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Times have been busy for Seward County and soon, the area will be seeing some major benefits thanks to a couple of recent bills.

Tuesday, Gov. Laura Kelly announced $3.5 million will be awarded to 13 projects through the Kansas Department of Transportation’s Innovative Technology Program. The program makes investments that improve safety, access, or mobility and implement new transportation technology. Seward County Community College was awarded $335,625, which will go toward truck simulators for the college’s CDL program expansion.

“My administration is delivering technological advancements to increase transportation safety in every corner of the state,” Gov. Kelly noted in a release from the State of Kansas. “Through collaboration with local entities, this investment supports innovative transportation improvements in rural and urban communities. All transportation system projects are eligible for Innovative Technology funding. Examples of projects selected for technology upgrades in this round include aviation and rail upgrades, traffic engineering and school zone enhancements, and truck simulators for CDL (commercial driver’s license) program expansion.”

State funding for the projects will be enhanced by a minimum 25 percent local match from each recipient, resulting in a total innovative technology investment of more than $5.3 million. The program is part of the Kelly Administration’s bipartisan 10-year, $10 billion Eisenhower Legacy Transportation Program, also known as IKE.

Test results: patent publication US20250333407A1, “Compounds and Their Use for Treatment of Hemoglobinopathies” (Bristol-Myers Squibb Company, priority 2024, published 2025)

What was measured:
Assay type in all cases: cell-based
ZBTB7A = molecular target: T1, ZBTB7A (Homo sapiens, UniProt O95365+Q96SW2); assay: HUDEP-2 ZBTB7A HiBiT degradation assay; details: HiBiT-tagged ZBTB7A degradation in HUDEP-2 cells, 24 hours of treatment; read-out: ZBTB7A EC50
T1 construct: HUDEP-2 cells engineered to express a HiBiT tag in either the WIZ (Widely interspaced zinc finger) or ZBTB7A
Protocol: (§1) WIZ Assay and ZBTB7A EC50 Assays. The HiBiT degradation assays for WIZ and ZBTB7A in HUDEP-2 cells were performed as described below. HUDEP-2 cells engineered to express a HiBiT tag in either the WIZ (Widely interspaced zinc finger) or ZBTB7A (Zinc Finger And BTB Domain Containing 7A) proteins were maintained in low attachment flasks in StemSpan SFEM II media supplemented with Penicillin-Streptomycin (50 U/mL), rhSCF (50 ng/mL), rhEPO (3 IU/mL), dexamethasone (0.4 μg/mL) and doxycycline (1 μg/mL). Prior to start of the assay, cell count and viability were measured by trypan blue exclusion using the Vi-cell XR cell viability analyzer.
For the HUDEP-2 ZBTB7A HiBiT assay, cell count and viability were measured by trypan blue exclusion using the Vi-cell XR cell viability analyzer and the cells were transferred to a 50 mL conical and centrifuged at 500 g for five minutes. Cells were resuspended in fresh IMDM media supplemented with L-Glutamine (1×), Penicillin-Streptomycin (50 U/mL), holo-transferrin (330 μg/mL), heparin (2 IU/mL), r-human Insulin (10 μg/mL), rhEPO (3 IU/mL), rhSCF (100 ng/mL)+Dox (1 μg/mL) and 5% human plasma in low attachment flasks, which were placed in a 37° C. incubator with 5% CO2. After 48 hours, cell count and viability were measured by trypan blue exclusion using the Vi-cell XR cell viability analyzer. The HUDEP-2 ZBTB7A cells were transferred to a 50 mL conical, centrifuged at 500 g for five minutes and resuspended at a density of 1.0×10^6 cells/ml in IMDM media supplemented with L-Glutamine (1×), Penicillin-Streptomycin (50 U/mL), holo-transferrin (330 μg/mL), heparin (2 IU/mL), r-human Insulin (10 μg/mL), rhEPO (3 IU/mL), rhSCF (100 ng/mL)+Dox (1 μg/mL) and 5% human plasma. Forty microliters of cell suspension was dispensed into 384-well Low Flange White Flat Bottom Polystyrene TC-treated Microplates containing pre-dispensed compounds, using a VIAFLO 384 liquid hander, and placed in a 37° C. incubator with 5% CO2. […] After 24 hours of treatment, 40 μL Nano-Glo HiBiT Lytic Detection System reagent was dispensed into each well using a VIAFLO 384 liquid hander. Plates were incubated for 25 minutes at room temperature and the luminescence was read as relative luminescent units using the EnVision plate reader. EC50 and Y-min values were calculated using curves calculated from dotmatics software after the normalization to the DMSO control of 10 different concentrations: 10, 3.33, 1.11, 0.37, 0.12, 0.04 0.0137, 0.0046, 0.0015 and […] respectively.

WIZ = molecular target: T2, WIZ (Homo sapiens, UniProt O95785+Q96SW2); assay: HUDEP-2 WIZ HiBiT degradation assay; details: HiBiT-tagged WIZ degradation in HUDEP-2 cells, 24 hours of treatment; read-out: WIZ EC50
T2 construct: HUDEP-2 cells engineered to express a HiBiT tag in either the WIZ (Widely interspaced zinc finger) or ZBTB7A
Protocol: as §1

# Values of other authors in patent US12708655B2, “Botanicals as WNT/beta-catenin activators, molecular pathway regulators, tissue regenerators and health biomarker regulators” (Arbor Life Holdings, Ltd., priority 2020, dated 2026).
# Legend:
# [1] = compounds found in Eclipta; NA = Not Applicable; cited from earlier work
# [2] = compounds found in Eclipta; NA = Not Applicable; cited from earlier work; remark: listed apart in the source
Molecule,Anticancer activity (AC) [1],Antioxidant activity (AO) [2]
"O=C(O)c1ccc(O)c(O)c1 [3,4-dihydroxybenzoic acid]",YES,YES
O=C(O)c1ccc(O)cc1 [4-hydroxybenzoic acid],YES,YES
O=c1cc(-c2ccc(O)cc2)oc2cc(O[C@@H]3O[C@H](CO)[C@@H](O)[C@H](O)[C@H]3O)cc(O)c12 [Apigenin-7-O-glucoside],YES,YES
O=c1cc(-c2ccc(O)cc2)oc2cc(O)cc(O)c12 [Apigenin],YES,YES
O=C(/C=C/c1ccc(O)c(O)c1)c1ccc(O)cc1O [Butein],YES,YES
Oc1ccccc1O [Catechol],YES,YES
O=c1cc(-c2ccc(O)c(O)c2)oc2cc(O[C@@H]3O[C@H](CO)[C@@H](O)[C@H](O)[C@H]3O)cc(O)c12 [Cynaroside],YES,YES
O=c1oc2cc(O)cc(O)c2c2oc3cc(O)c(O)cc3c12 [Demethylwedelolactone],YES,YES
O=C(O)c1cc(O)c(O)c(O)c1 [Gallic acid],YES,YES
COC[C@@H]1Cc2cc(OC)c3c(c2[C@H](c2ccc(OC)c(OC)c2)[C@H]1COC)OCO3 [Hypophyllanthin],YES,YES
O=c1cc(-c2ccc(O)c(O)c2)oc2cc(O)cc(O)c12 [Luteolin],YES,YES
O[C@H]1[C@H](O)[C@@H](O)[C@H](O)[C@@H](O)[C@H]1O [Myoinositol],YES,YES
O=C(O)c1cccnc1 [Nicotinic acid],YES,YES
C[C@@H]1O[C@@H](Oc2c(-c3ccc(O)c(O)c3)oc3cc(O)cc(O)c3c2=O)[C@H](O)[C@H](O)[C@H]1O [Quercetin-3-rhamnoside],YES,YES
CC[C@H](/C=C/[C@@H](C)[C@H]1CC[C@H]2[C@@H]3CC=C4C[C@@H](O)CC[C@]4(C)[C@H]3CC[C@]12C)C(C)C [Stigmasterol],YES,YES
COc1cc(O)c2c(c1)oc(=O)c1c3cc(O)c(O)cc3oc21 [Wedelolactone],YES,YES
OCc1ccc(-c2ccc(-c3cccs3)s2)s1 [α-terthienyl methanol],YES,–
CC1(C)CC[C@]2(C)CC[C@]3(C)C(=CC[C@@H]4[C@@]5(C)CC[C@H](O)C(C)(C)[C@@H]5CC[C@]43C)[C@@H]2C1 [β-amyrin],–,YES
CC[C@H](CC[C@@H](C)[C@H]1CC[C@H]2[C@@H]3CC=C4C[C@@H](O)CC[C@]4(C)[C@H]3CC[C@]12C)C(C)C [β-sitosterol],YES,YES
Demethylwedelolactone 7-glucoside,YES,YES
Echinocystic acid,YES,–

“New and emerging technologies offer the potential for a safer, more efficient transportation system,” Transportation Secretary Calvin Reed noted in Tuesday’s release from the State of Kansas. “This latest round of Innovative Technology projects demonstrates how Kansas communities are proactively turning to technology to improve operations for now and the future.”

More good news for the county came Thursday, when Gov. Kelly announced $6.65 million in federal funds will go to 10 rural projects to increase the safety and efficiency of local roadways. The effort is part of the Kansas Department of Transportation’s High Risk Rural Roads (HRRR) Program. Seward County was awarded $775,000 (with a county match of $202,000), for projects to extend four culverts, flatten the fore slopes, and install 1.5-inch shoulders on Road I north of Road 16.

“Our rural roads are important to the local and state economy,” Gov. Kelly noted in Thursday’s release from the State of Kansas. “Programs like this enable commerce to flow smoothly and improve safety for Kansas families as they travel our state. The HRRR program is federally funded through the Highway Safety Improvement Program and is designed to improve rural road safety. An additional $2.37 million in local funds will be used for the selected projects. This year’s 10 HRRR projects were selected from 46 applications seeking $40.5 million in federal funds.”

“Data shows more than 60 percent of fatal and serious injury crashes occur on county-owned roads and highways,” Reed noted in Thursday’s release from the State of Kansas. “These funds assist our rural partners to increase roadway safety by using low-cost and proven countermeasures.”

Projects in this program fall into one of two categories: Systemic (encompassing a local roadway network) or Site Specific.

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